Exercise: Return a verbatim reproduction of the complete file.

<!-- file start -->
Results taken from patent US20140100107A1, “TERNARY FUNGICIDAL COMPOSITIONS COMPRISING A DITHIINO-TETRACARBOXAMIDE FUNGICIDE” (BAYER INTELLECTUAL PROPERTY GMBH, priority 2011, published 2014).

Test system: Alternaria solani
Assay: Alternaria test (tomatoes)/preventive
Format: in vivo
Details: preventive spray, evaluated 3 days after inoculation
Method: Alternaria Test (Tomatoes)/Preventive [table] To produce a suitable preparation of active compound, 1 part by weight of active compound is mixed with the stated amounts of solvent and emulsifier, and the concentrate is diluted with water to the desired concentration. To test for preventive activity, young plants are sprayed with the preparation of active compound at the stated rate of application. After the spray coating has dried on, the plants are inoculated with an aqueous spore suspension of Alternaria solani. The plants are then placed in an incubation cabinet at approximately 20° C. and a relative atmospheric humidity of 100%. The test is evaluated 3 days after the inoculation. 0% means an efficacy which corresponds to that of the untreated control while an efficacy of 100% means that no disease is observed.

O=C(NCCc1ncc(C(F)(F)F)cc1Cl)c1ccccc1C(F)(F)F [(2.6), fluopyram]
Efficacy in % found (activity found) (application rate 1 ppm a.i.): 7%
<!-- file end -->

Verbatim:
Results taken from patent US20140100107A1, “TERNARY FUNGICIDAL COMPOSITIONS COMPRISING A DITHIINO-TETRACARBOXAMIDE FUNGICIDE” (BAYER INTELLECTUAL PROPERTY GMBH, priority 2011, published 2014).

Test system: Alternaria solani
Assay: Alternaria test (tomatoes)/preventive
Format: in vivo
Details: preventive spray, evaluated 3 days after inoculation
Method: Alternaria Test (Tomatoes)/Preventive [table] To produce a suitable preparation of active compound, 1 part by weight of active compound is mixed with the stated amounts of solvent and emulsifier, and the concentrate is diluted with water to the desired concentration. To test for preventive activity, young plants are sprayed with the preparation of active compound at the stated rate of application. After the spray coating has dried on, the plants are inoculated with an aqueous spore suspension of Alternaria solani. The plants are then placed in an incubation cabinet at approximately 20° C. and a relative atmospheric humidity of 100%. The test is evaluated 3 days after the inoculation. 0% means an efficacy which corresponds to that of the untreated control while an efficacy of 100% means that no disease is observed.

O=C(NCCc1ncc(C(F)(F)F)cc1Cl)c1ccccc1C(F)(F)F [(2.6), fluopyram]
Efficacy in % found (activity found) (application rate 1 ppm a.i.): 7%